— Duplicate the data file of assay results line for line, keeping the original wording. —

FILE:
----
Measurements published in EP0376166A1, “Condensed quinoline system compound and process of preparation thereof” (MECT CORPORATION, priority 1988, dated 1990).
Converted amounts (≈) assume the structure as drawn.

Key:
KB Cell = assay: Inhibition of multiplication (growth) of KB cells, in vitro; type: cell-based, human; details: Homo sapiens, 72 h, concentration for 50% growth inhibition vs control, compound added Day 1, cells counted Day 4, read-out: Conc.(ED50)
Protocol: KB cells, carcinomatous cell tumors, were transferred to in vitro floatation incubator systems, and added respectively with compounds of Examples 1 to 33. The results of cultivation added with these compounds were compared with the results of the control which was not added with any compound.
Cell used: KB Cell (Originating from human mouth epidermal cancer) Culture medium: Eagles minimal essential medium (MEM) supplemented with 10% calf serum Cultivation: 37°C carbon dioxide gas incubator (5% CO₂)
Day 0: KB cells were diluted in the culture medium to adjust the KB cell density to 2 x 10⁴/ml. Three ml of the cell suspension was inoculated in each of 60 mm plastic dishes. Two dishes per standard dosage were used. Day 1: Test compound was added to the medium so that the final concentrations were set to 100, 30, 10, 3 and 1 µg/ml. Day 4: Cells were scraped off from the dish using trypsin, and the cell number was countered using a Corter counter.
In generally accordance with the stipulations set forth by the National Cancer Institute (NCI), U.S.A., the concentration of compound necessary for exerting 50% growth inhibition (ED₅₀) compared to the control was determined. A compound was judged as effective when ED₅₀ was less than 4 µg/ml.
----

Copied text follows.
Measurements published in EP0376166A1, “Condensed quinoline system compound and process of preparation thereof” (MECT CORPORATION, priority 1988, dated 1990).
Converted amounts (≈) assume the structure as drawn.

Key:
KB Cell = assay: Inhibition of multiplication (growth) of KB cells, in vitro; type: cell-based, human; details: Homo sapiens, 72 h, concentration for 50% growth inhibition vs control, compound added Day 1, cells counted Day 4, read-out: Conc.(ED50)
Protocol: KB cells, carcinomatous cell tumors, were transferred to in vitro floatation incubator systems, and added respectively with compounds of Examples 1 to 33. The results of cultivation added with these compounds were compared with the results of the control which was not added with any compound.
Cell used: KB Cell (Originating from human mouth epidermal cancer) Culture medium: Eagles minimal essential medium (MEM) supplemented with 10% calf serum Cultivation: 37°C carbon dioxide gas incubator (5% CO₂)
Day 0: KB cells were diluted in the culture medium to adjust the KB cell density to 2 x 10⁴/ml. Three ml of the cell suspension was inoculated in each of 60 mm plastic dishes. Two dishes per standard dosage were used. Day 1: Test compound was added to the medium so that the final concentrations were set to 100, 30, 10, 3 and 1 µg/ml. Day 4: Cells were scraped off from the dish using trypsin, and the cell number was countered using a Corter counter.
In generally accordance with the stipulations set forth by the National Cancer Institute (NCI), U.S.A., the concentration of compound necessary for exerting 50% growth inhibition (ED₅₀) compared to the control was determined. A compound was judged as effective when ED₅₀ was less than 4 µg/ml.